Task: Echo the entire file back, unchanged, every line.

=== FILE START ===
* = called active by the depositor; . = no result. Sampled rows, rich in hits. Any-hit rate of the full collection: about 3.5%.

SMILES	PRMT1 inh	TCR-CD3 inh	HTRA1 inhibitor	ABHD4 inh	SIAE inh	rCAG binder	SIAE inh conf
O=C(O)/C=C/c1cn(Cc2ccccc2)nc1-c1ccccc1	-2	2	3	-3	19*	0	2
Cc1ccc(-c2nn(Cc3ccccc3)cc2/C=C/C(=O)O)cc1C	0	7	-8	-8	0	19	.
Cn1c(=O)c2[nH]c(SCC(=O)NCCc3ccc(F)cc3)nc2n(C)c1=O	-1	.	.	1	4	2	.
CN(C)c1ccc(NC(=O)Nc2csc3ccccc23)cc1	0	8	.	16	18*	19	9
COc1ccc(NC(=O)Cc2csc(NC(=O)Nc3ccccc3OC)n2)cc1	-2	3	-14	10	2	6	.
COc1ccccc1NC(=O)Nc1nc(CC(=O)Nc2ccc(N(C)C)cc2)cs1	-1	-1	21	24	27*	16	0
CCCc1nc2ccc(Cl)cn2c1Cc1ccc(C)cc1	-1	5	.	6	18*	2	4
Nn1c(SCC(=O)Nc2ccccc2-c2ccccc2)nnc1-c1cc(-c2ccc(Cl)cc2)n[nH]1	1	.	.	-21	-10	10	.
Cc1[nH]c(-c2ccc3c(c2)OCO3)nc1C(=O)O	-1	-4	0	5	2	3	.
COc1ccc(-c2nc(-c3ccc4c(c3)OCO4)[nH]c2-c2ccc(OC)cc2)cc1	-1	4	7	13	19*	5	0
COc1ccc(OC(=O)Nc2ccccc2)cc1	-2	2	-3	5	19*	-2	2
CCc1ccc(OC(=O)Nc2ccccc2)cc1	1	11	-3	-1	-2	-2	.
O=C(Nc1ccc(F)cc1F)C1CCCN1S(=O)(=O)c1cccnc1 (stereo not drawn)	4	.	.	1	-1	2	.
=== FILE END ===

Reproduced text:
* = called active by the depositor; . = no result. Sampled rows, rich in hits. Any-hit rate of the full collection: about 3.5%.

SMILES	PRMT1 inh	TCR-CD3 inh	HTRA1 inhibitor	ABHD4 inh	SIAE inh	rCAG binder	SIAE inh conf
O=C(O)/C=C/c1cn(Cc2ccccc2)nc1-c1ccccc1	-2	2	3	-3	19*	0	2
Cc1ccc(-c2nn(Cc3ccccc3)cc2/C=C/C(=O)O)cc1C	0	7	-8	-8	0	19	.
Cn1c(=O)c2[nH]c(SCC(=O)NCCc3ccc(F)cc3)nc2n(C)c1=O	-1	.	.	1	4	2	.
CN(C)c1ccc(NC(=O)Nc2csc3ccccc23)cc1	0	8	.	16	18*	19	9
COc1ccc(NC(=O)Cc2csc(NC(=O)Nc3ccccc3OC)n2)cc1	-2	3	-14	10	2	6	.
COc1ccccc1NC(=O)Nc1nc(CC(=O)Nc2ccc(N(C)C)cc2)cs1	-1	-1	21	24	27*	16	0
CCCc1nc2ccc(Cl)cn2c1Cc1ccc(C)cc1	-1	5	.	6	18*	2	4
Nn1c(SCC(=O)Nc2ccccc2-c2ccccc2)nnc1-c1cc(-c2ccc(Cl)cc2)n[nH]1	1	.	.	-21	-10	10	.
Cc1[nH]c(-c2ccc3c(c2)OCO3)nc1C(=O)O	-1	-4	0	5	2	3	.
COc1ccc(-c2nc(-c3ccc4c(c3)OCO4)[nH]c2-c2ccc(OC)cc2)cc1	-1	4	7	13	19*	5	0
COc1ccc(OC(=O)Nc2ccccc2)cc1	-2	2	-3	5	19*	-2	2
CCc1ccc(OC(=O)Nc2ccccc2)cc1	1	11	-3	-1	-2	-2	.
O=C(Nc1ccc(F)cc1F)C1CCCN1S(=O)(=O)c1cccnc1 (stereo not drawn)	4	.	.	1	-1	2	.